Researchers at Kansas-based Engrain are working through a process that they hope will lay the groundwork for the creation of celiac-safe wheat.
The study is led by Chris Miller, Engrain’s senior director of research, and will result in a comprehensive study of the wheat proteins related to celiac disease. This information could allow scientists to target the genes responsible for those wheat proteins, and eventually, the possibility for celiac-safe wheat production.
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The research will look at wheat cultivars that are currently seeded in Kansas, historically popular varieties, new experimental lines and wild relatives. Through a process called antibody staining, Miller will then rank the cultivars on reaction severity (a test that can be used as wheat research progresses). Then, in the second step, he’ll look at isolating and sequencing the reactive proteins. The project is in its first year, of two.
The Demand for Gluten-Free
Research into celiac-friendly wheat has no doubt been spurred on by increases in demand. Over the span of five years (2008 to 2012), the gluten-free market in Canada had a compound annual growth rate of more than 26%, according to Packaged Facts. In 2012, sales were estimated by various sources from $27 milion and $460 milion. Suggestions indicate that global growth in demand will continue well into 2016 for the world, and perhaps into 2018 for Canada.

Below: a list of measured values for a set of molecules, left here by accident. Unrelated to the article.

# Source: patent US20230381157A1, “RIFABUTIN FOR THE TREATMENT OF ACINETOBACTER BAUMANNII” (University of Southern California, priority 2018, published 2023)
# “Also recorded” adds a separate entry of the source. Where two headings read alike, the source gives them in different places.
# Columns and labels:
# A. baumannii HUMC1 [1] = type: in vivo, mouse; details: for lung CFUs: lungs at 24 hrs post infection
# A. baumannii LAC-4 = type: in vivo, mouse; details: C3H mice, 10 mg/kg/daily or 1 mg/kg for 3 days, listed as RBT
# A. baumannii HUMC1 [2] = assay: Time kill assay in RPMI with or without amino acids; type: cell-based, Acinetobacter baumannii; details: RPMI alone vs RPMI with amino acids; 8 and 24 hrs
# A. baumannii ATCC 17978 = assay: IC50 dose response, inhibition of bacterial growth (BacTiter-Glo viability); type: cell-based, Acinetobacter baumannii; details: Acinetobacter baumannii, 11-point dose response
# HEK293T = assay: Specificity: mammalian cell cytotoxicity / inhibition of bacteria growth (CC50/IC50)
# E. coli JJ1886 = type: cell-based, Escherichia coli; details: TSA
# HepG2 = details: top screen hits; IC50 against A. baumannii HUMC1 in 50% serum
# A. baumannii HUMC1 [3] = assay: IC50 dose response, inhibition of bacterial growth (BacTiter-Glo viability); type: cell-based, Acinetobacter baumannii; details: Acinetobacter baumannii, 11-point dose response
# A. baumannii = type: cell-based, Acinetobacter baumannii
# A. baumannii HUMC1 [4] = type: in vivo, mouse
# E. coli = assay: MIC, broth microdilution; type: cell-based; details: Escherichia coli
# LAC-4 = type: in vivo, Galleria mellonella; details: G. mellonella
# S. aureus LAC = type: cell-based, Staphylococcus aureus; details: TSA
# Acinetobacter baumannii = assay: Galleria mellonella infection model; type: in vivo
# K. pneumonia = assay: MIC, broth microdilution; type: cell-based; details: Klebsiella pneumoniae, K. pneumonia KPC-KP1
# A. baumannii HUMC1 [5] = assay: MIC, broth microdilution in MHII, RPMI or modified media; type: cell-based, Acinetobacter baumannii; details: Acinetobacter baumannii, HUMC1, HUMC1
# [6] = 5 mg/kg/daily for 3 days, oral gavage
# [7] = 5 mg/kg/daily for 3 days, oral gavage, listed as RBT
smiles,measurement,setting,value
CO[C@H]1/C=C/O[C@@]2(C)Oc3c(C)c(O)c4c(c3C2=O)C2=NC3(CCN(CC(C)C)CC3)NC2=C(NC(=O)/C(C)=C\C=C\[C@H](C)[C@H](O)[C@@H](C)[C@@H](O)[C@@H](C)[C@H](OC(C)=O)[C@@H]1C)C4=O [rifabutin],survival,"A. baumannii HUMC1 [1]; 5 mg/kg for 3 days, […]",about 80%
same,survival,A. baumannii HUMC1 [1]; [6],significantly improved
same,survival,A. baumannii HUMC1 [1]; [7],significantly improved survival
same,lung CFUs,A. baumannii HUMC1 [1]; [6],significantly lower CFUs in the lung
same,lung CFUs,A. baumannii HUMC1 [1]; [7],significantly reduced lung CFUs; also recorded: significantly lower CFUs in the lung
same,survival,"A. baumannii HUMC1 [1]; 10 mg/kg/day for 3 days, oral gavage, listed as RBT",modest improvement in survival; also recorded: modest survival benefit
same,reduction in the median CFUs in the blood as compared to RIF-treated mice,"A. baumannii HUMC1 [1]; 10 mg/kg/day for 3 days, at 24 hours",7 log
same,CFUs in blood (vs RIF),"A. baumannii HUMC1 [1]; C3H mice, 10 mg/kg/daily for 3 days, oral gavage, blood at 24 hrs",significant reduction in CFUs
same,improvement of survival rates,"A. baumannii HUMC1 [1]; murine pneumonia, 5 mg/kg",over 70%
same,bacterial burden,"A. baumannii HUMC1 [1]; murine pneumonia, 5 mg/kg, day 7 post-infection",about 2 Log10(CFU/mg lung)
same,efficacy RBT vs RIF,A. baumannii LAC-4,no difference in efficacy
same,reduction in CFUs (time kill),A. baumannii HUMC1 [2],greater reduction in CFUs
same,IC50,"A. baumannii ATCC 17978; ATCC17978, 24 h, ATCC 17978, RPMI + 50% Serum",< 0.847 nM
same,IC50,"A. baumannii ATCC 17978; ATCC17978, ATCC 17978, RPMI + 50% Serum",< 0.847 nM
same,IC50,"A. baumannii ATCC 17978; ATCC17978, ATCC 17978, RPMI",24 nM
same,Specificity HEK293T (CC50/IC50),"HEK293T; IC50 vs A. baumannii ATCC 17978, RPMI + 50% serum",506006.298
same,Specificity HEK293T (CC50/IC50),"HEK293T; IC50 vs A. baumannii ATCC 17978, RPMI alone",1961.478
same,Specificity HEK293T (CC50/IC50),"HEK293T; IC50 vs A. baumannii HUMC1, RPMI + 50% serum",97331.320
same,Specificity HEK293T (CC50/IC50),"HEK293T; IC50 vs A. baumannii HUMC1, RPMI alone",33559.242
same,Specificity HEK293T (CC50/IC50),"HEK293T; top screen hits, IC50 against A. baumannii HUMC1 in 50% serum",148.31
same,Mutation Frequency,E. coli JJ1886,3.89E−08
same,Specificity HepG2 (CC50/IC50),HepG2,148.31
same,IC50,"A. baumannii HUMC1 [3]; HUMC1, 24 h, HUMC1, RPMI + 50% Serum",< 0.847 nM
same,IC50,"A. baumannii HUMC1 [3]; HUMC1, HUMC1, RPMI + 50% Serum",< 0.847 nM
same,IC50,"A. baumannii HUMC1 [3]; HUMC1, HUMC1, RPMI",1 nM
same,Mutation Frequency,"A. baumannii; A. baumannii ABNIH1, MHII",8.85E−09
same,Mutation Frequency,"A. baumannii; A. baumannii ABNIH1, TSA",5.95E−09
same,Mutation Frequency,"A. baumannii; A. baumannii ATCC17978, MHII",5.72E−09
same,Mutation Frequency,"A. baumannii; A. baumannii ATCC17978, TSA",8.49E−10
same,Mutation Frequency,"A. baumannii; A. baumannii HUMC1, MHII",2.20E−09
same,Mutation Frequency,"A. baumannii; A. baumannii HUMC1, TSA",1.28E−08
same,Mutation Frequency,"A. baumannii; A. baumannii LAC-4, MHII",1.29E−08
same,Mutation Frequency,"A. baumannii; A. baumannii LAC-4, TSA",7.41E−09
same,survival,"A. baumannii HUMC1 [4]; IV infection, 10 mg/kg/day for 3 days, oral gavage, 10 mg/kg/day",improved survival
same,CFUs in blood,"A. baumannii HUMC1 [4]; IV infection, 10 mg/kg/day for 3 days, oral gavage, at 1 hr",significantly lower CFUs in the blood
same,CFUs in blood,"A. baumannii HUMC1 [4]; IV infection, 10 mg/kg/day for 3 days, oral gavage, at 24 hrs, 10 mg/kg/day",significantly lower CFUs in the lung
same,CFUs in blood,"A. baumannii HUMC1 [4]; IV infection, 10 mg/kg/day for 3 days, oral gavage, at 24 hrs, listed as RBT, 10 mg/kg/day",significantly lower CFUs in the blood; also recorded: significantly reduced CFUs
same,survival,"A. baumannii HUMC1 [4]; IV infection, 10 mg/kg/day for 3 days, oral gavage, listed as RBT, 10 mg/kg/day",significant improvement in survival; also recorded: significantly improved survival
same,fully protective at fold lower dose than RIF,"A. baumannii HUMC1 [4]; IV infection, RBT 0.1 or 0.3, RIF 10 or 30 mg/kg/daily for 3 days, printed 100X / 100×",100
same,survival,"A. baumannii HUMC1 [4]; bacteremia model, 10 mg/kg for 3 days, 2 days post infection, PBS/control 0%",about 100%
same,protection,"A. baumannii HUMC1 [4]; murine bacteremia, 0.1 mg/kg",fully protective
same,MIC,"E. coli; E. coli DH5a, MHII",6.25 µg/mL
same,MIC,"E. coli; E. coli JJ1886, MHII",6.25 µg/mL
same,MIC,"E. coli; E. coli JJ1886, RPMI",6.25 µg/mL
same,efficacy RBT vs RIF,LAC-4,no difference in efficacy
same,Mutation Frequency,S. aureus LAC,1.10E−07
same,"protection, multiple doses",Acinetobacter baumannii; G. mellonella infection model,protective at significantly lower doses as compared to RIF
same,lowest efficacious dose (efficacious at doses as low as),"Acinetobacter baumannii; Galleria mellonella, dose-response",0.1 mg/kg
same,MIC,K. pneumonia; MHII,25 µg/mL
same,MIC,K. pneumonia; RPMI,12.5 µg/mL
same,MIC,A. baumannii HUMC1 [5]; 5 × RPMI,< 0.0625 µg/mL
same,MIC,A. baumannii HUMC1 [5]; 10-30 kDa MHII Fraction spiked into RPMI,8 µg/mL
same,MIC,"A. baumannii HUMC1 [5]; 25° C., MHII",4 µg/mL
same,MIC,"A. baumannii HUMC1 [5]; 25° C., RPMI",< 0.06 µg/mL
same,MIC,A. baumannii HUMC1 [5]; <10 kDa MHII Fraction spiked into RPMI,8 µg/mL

A portion of this demand is from people with celiac disease, an autoimmune disorder that occurs in about 1-2% of the population. For people with this condition, consuming even minute amounts of gluten can cause damage to the small intestine.
“It’s not really just developing a single wheat variety that might be safe for [people with celiac disease] to eat,” Miller said. “What we learn from it could be introduced into all wheat varieties, so that all wheat that’s developed could be safe for all people. I think that’s really what our hope would be.”
Celiac-Safe, Not Gluten-Free
Much to the dismay of many media outlets, wheat varieties that emerge from this research will be deemed “celiac-safe,” not “gluten-free.” Using the information provided by Miller, researchers will be able to eliminate the proteins known to cause the worst human celiac reaction through selective breeding. Lowering the level of reaction even further, according to the Kansas Wheat Commission, will require gene editing to render specific amino acids as non-digestive or non-allergenic. That means people with celiac disease might just be able to enjoy a little gluten in their bread.
The research is supported by a $112,500 contribution from the Kansas Wheat commission for this fiscal year, with another $125,000 request for the next fiscal year.
Engrain is a company that provides enzymes and ingredients to the global baking and milling industries.